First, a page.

I love summer camp. Being a camper, being a camp counselor, being a camp director, being a parent—I have made summer camp a part of my life and, now, part of the lives of my children. That said, it is remarkable how quickly you forget some of the cardinal rules you learned while you were a 20-something summer camp counselor about working with kids when your own children are in mid-meltdown about the shark show that “Daddy promised!” they could watch if they ate all of their mixed veggies. Sigh.
In order to help me regain my sanity, I have compiled a list of some of the most effective tools I have found for working with kids in the summer camp (and home!) setting, whether the kids are mine, yours, your sisters’, your neighbors, or “that kid” from down the street. I would love to hear from wise parents, youth development professionals, and other summer camp believers about kid-centric tools and techniques you find have worked for you. Since this is a two-part series, you may see some of your ideas in the next post.
10. The Power of Choice: Give kids real decision making opportunities by providing them with choices you can live with (i.e.: Do you want to clean the toilets before or after you make your bed? or What are your goals for this summer camp session? Do you want to climb a bunch of mountains or do you want to ride horses? Or Do you want to help mom set the table or do you want to make the salad for dinner tonight?). By doing this, you empower kids to take responsibility and ownership for their own actions.
9. Allow kids to define their own boundaries; facilitate the boundary creation. Give them ways to “frame” things in the positive: We’re going to the zoo today, what SHOULD we do at the zoo? We SHOULD stay together, we SHOULD wait our turn to look at the otters, we SHOULD have lots of fun. And what SHOULDN’T we do?.... “RUN!” “Eat too much candy!” “Feed the lions!” “Cut in line!” “Talk back!” You quickly learn that many children, even very young ones, have a great understanding of right from wrong…and by “framing” activities before they even begin, they can more readily “own” their actions and are more willing to respond if they accidentally do something they SHOULDN’T do.
8. If conflicts do occur, make kids right about what they need to be right about. “She hit me first.” “Yes. I saw that she hit you first. Why did she hit you, do you think?” Also, in heated situations, never make assumptions. Ask A LOT of questions and remember that most kids WANT to do the right thing…but sometimes they just forget how to do it. Don’t put kids in a box that they can’t get out of—during conversations, as they are growing up, socially, etc.. A great technique for getting a kid to talk is to MOVE. Children, especially boys, can have a hard time expressing their feelings if they feel like an adult is standing there, waiting for an answer, and “pressuring” them to say something. If you can remove the child from the situation and go for a walk (ideally outdoors), the questions you ask may elicit more than the standard, “I dunno” answers.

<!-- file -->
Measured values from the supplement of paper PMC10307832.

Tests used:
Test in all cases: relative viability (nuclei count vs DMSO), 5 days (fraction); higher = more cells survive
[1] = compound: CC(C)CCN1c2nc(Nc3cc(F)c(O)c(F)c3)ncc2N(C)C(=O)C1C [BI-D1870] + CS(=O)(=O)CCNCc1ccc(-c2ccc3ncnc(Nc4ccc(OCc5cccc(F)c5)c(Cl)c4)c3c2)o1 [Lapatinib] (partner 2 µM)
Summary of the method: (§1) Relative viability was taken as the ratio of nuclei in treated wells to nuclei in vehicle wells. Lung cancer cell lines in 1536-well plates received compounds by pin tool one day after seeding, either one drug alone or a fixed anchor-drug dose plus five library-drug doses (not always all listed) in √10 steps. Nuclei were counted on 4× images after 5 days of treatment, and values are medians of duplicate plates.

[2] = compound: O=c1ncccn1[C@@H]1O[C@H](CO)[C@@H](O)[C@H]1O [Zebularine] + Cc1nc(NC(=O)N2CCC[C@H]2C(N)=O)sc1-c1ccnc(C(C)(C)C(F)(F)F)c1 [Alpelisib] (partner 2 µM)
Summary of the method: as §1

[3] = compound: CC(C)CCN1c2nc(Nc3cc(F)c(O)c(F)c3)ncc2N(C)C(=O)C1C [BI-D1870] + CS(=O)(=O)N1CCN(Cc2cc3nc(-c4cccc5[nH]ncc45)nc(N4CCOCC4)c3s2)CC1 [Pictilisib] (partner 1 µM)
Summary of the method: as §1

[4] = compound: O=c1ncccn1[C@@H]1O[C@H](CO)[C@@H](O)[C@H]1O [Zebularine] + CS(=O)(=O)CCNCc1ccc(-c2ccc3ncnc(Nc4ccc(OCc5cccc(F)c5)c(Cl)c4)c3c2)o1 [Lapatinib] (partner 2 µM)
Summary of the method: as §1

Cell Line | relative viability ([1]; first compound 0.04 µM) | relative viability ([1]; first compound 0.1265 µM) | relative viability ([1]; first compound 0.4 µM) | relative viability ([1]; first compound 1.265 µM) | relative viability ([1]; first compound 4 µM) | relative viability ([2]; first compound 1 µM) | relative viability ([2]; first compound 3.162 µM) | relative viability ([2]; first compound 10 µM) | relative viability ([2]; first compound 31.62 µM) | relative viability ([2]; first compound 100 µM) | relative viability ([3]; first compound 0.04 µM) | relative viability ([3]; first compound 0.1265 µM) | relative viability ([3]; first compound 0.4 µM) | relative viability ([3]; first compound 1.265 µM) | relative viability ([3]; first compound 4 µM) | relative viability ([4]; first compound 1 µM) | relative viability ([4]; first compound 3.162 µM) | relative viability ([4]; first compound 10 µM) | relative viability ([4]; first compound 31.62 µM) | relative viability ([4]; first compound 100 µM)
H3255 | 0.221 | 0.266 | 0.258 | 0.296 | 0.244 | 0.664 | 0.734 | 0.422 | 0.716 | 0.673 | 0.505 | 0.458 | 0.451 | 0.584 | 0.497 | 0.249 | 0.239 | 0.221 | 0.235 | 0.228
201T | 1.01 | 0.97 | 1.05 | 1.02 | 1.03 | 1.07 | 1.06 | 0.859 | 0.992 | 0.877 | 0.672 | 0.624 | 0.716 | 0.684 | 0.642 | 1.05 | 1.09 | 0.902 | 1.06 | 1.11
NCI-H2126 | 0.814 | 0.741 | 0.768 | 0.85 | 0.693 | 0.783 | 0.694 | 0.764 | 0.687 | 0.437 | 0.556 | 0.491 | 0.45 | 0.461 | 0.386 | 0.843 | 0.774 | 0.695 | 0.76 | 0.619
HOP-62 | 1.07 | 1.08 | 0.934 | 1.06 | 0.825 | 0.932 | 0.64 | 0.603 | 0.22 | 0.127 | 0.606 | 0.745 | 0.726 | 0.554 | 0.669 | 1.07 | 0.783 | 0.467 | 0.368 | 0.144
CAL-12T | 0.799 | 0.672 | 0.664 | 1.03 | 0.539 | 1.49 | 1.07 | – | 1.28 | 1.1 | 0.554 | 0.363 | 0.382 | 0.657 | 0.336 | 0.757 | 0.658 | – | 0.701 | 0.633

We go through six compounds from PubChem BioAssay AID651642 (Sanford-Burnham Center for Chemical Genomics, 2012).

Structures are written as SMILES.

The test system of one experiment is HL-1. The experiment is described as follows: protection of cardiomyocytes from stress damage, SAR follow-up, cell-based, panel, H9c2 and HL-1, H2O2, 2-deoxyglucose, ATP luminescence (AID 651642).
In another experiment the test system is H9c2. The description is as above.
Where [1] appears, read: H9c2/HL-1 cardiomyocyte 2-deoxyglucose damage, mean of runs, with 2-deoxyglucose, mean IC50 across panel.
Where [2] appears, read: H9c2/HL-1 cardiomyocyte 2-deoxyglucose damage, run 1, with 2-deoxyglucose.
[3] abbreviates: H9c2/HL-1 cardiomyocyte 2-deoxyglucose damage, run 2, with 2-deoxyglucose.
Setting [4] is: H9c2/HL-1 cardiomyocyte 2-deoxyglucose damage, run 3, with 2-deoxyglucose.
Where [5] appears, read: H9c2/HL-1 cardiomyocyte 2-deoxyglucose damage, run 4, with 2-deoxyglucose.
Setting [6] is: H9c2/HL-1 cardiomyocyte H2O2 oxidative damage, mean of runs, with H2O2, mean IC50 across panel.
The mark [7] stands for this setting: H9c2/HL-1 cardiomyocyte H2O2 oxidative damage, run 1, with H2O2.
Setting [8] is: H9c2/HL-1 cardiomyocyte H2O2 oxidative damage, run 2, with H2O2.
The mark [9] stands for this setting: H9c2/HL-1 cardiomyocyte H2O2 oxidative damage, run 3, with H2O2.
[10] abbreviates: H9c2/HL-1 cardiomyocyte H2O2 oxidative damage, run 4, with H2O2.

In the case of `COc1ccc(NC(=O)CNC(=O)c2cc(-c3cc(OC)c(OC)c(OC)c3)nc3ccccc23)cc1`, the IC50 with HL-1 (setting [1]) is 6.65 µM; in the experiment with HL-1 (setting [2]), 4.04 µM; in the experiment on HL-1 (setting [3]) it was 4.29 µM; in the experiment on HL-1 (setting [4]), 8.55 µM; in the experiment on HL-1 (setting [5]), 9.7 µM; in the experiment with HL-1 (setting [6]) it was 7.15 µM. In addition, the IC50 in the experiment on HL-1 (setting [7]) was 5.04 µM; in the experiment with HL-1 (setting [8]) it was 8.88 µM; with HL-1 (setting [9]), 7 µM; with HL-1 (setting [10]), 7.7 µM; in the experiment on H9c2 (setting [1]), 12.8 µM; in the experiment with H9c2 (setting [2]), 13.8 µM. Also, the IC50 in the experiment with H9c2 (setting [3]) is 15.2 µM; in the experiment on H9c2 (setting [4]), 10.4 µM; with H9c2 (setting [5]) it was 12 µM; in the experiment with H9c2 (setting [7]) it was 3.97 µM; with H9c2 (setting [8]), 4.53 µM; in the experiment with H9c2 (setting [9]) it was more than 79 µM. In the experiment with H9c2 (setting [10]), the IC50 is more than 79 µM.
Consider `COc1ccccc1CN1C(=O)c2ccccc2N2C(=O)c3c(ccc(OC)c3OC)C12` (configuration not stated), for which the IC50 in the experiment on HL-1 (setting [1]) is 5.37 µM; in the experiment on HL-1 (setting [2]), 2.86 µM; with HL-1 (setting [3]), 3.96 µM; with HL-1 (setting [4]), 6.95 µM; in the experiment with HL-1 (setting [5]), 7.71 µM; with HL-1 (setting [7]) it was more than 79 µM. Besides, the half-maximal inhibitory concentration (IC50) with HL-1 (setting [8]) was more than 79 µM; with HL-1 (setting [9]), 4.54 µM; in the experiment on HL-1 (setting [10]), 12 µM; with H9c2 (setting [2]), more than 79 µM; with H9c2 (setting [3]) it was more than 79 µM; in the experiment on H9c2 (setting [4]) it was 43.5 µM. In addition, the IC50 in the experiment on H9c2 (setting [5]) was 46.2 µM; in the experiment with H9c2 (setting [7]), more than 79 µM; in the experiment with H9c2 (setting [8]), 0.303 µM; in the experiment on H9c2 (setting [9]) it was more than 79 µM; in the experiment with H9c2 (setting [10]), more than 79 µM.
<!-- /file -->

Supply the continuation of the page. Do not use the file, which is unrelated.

7. When they make bad choices, assign real and timely consequences. This one takes practice and you have to know your children or campers very well in order to assign a consequence that is neither too harsh nor too lenient for the action. I will often make sure I—with the help of the kids--have “framed” the entire experience so any resulting “bad choices” already have consequences assigned (i.e.: “We decided as a group that people who don’t help with clean-up today won’t get to have any of Emily’s cake after clean-up. SO…is everyone ready to win cabin clean-up today?”). That also takes some of the emotional volatility out of the situation. If everyone knows what will happen and when, I am not perceived as being arbitrary or unfair.
6. Give them plenty of opportunities to practice making both good and, inevitably, bad choices. Give them a safe framework to practice in…overnight camp is an outstanding, safe place to practice decision-making. Overnight camp provides a community with multiple supportive adults who genuinely want each child to have an outstanding camp experience. Through their interactions with other adults and children, who may or may not have similar interests and experiences, kids learn how to make and keep friends, practice perseverance and resilience, and gain a better understanding of themselves…all of which helps them become wise decision-makers.
Next time, Part II! I look forward to hearing your thoughts….
Play as Poetry
3 years ago